Watson » June 19th, 2015, 9:58 pm wrote:I was thinking of tossing my mouse in the same pile, and buying one with a UBS plug but this is working well so the ones that didn't work in the flash light are now my back up mouse spares.

Sounds like a good idea. Wired mice tend to work better. Not only do you not have to worry about batteries, but even under ideal conditions without interference, wireless mice still have slower response times than wired mice.

Good computer mice and nice 'n cheap, too! Popular, well-reviewed mice:
• This one's currently $5.99 for a basic (but popular and well-reviewed) mouse. • This one's currently$10.99 for a quality mouse.
• This one's currently $76.30 for a top-notch mouse. In general something like that$10.99 mouse is probably the best choice for most computer users. The $76.30 one is my personal favorite, but you're really paying a huge premium for relatively small improvements - which can be worth it if you're a very heavy computer user, but most people would probably prefer to spend the$50+ on other stuff.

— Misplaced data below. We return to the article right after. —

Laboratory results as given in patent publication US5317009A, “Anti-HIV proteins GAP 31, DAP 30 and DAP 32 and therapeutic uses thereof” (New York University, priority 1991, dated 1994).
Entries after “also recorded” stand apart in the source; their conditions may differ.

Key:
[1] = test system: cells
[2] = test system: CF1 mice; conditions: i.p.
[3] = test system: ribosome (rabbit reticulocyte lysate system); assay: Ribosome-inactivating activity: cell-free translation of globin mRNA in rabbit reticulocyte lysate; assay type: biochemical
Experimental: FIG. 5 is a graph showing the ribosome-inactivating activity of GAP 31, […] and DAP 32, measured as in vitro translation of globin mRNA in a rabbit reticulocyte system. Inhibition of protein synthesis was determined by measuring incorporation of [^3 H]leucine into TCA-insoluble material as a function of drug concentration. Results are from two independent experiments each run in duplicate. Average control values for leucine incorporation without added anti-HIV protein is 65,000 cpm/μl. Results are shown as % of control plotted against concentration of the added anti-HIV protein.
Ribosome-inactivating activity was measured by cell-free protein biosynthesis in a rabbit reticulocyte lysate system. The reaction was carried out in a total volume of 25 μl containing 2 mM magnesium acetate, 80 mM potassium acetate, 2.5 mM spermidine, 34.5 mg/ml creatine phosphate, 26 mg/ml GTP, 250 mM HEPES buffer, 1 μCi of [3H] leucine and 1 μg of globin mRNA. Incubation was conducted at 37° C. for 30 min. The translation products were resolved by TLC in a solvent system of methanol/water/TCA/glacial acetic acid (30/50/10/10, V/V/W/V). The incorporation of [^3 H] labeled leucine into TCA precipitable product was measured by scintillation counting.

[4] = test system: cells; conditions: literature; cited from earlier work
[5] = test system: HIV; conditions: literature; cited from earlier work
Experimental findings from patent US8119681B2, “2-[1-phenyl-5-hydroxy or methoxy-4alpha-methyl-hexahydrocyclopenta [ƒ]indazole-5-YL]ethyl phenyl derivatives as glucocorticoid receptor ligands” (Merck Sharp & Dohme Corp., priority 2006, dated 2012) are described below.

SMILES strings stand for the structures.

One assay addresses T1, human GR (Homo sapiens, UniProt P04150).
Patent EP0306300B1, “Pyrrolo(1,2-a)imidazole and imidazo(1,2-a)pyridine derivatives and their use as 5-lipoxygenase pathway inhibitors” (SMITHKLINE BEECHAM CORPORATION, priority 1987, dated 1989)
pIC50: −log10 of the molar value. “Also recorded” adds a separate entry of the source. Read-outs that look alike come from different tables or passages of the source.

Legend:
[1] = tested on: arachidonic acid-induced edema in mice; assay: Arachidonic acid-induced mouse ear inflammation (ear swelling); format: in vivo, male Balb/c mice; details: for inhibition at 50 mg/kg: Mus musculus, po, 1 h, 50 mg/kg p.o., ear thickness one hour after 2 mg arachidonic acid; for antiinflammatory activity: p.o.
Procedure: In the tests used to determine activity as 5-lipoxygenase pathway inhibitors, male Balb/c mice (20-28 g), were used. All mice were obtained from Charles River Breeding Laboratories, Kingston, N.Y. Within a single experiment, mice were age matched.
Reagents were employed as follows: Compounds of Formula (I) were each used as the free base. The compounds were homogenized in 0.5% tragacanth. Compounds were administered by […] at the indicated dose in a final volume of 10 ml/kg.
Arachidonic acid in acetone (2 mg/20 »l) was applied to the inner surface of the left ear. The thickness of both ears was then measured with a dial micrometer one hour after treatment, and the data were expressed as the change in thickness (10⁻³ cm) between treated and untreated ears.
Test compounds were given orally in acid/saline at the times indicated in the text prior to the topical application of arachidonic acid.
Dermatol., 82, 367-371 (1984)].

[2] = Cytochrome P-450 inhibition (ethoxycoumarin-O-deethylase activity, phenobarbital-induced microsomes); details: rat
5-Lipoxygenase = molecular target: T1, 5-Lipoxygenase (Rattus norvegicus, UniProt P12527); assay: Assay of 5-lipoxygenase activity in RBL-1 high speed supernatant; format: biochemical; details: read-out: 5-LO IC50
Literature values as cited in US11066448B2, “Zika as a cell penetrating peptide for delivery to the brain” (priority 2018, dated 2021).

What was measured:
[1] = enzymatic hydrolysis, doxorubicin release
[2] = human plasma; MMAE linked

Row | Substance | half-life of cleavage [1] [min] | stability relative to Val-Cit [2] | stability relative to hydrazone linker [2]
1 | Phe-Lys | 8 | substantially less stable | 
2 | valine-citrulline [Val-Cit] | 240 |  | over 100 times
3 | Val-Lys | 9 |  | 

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### Re: Battery Charging.

Conceptually, recharging batteries is related to reversibility. Reversible processes tend to move from State $\text{A}$ to State $\text{B}$ in a way that's not heavily forced, making it relatively easy to take it back to State $\text{A}$ later.

Single-use batteries don't need to employ highly reversible chemistry, so manufacturers pick the battery's chemistry without regard for its recharge properties. These batteries may have some rechargeability, but they're not designed for it. Since they're not designed to be recharged, attempts to recharge them might be dangerous.

By analogy, some paint is edible (food coloring), so is it a good idea to try to eat paints not advertised as being edible? Well, some paints not made for eating might not be dreadfully toxic, but in general they're not designed for being eaten. Since they're not designed to be eaten, attempts to eat them might be dangerous.